So suppose the Republicans actually follow through on the premise that they would rather the country collapse than suffer rich people to pay taxes? What will happen?
Everyone agrees at least that interest rates will rise and the dollar will fall. But interest rates are like energy prices. They are built into every other price somehow. If they rise, it seems like prices should rise generally. But interest is a transfer of wealth from borrower to lender. If rates rise, that should increase the amounts transferred.
My impression, is that the relationship between borrowers and lenders is that in general lenders have more money than borrowers. If it were any other way, the borrowers wouldn't need to borrow and the lenders wouldn't have anything to lend. So one can say that in general interest is a transfer of wealth from the poor to the rich.
And the Republicans' obduracy in Congress, if it leads to higher interest rates, is almost certain to benefit the rich at the expense of the poor. Isn't that a surprise to find the Republicans pursuing such a policy? Who would have thought it?
As the dollar falls, as surely it must with trillions of recently created dollars floating around, the price of imported goods must rise. Which is further inflation.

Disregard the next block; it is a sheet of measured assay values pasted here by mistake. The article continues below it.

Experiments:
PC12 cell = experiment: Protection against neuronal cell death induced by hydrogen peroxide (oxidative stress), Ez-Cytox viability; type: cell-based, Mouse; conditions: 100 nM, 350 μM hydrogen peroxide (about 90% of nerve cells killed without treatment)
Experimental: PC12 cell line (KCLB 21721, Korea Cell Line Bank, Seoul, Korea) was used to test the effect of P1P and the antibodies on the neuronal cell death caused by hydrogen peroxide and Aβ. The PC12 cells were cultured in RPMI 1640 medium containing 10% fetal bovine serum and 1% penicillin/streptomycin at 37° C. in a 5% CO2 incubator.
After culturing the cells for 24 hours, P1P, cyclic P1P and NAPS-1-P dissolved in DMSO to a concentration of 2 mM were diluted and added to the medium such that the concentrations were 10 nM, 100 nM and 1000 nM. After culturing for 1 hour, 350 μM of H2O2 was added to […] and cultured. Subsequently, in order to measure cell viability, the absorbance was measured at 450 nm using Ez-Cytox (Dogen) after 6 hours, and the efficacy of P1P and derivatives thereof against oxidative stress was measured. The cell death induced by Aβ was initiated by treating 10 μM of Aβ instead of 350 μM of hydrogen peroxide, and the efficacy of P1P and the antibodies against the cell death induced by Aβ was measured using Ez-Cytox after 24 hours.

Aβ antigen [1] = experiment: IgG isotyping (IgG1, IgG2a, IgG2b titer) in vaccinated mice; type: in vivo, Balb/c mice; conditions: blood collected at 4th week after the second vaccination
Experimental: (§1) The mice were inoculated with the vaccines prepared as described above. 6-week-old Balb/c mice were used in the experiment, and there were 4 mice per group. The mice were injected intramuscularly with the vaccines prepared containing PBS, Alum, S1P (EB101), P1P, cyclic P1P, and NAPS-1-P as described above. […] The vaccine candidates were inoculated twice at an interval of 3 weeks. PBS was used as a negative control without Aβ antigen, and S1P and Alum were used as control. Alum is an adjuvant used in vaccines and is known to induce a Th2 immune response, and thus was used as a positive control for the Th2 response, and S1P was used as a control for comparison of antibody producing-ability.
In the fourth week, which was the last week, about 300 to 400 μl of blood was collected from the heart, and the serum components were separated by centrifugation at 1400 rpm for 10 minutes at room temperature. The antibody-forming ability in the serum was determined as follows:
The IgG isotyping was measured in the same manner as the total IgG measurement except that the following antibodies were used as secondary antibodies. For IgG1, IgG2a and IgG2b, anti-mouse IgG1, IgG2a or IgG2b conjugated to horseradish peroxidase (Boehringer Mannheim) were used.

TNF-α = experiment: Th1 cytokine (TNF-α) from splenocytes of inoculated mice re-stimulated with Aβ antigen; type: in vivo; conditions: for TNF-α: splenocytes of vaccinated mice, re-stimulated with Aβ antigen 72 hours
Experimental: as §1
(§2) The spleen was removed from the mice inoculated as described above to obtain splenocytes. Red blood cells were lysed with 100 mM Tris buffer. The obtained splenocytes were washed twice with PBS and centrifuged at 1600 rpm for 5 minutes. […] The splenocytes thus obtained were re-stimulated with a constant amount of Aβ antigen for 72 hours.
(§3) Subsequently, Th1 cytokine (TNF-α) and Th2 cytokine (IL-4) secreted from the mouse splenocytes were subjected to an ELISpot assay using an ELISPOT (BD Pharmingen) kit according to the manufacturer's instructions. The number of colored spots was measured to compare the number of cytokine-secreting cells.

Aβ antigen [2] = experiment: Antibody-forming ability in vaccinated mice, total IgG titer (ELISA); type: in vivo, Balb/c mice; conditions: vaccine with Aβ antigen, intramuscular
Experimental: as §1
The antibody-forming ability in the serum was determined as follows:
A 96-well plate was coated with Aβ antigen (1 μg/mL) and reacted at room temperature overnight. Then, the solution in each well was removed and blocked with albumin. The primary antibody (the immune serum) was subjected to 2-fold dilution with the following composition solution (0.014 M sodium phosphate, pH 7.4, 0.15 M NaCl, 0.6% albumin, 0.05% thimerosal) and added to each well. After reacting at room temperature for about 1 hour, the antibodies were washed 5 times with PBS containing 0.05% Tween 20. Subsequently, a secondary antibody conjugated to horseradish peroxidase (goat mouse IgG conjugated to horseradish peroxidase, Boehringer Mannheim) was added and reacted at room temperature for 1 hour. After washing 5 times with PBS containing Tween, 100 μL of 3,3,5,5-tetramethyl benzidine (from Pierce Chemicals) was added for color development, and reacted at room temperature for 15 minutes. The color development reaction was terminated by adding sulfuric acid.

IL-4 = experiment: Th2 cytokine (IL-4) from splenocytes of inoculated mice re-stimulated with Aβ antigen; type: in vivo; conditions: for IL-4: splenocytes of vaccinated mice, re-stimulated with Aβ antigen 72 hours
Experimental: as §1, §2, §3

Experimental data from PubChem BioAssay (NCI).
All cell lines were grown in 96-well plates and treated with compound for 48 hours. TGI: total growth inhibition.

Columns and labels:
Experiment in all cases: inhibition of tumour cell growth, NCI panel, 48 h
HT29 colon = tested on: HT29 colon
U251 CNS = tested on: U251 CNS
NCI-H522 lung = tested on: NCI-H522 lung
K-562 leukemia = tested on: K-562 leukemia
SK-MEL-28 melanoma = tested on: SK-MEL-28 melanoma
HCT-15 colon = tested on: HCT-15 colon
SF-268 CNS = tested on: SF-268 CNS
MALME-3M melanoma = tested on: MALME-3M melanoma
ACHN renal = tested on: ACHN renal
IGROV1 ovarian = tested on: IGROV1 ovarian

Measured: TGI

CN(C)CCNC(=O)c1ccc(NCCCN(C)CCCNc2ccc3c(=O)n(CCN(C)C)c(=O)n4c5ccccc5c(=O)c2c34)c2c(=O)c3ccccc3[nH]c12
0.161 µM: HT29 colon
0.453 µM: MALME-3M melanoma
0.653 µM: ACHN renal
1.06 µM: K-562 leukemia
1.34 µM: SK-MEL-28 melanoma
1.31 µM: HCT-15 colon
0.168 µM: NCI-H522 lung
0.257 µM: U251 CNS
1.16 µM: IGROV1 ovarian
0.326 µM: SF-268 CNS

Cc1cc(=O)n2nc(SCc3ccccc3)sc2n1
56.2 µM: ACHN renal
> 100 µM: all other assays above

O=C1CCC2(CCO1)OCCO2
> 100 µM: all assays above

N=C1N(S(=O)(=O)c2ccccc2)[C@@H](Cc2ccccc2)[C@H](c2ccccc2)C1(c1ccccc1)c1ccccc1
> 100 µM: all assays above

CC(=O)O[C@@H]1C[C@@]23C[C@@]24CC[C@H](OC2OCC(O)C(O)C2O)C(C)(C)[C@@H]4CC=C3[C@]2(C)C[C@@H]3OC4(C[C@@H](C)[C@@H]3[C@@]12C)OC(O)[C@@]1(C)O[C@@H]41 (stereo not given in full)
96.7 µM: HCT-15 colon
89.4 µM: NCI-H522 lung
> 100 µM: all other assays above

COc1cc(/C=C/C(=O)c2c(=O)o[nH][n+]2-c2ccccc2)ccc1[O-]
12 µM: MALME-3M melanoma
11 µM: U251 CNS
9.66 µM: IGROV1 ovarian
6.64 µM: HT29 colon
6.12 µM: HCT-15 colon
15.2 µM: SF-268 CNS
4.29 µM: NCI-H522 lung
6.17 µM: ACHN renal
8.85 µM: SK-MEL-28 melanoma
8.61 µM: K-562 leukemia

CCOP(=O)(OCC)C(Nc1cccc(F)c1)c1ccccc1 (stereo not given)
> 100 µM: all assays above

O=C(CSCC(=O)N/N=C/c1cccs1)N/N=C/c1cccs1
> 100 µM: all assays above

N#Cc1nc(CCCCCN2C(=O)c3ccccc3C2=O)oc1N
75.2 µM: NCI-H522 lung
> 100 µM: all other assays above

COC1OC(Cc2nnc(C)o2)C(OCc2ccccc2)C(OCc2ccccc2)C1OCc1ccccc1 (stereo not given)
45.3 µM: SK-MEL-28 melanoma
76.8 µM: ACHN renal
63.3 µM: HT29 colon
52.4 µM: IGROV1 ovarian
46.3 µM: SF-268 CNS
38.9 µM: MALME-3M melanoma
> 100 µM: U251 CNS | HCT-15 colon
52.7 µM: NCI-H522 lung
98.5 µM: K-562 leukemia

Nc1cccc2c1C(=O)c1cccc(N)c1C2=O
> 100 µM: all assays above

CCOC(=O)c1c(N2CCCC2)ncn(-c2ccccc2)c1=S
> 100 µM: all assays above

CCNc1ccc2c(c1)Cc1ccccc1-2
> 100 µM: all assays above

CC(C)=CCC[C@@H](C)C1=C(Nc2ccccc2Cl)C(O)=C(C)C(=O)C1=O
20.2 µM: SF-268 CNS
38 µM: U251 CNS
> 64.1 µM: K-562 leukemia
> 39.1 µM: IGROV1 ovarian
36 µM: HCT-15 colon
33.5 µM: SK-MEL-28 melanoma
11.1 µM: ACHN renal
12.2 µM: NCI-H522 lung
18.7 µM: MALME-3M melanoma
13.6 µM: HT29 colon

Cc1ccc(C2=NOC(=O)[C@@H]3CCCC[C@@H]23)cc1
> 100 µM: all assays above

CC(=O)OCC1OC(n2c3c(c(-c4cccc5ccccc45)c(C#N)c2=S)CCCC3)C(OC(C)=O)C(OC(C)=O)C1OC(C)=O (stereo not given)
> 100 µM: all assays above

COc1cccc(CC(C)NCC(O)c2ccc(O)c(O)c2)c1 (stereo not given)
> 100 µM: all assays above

How does the government, usually through the Federal Reserve Board, fight inflation? By raising interest rates. That should not be too hard, considering that interest rates - to banks at least - are now less than zero. I.e. zero less the inflation rate.
But the reason the rates are zero - to banks - is to keep money flowing by banks borrowing for free so they can lend at low interest rates so borrowers can invest and buy and sell. That is, to keep the economy from stopping. Less politely, to keep it from collapsing. Which it nearly did in 2008 and 2009.
So the economy faces the risk of inflation if nothing is done, if interest rates are kept low. And as we have seen in earlier decades, particularly the 1970's, that once started, an inflationary spiral can be hard to stop, very hard.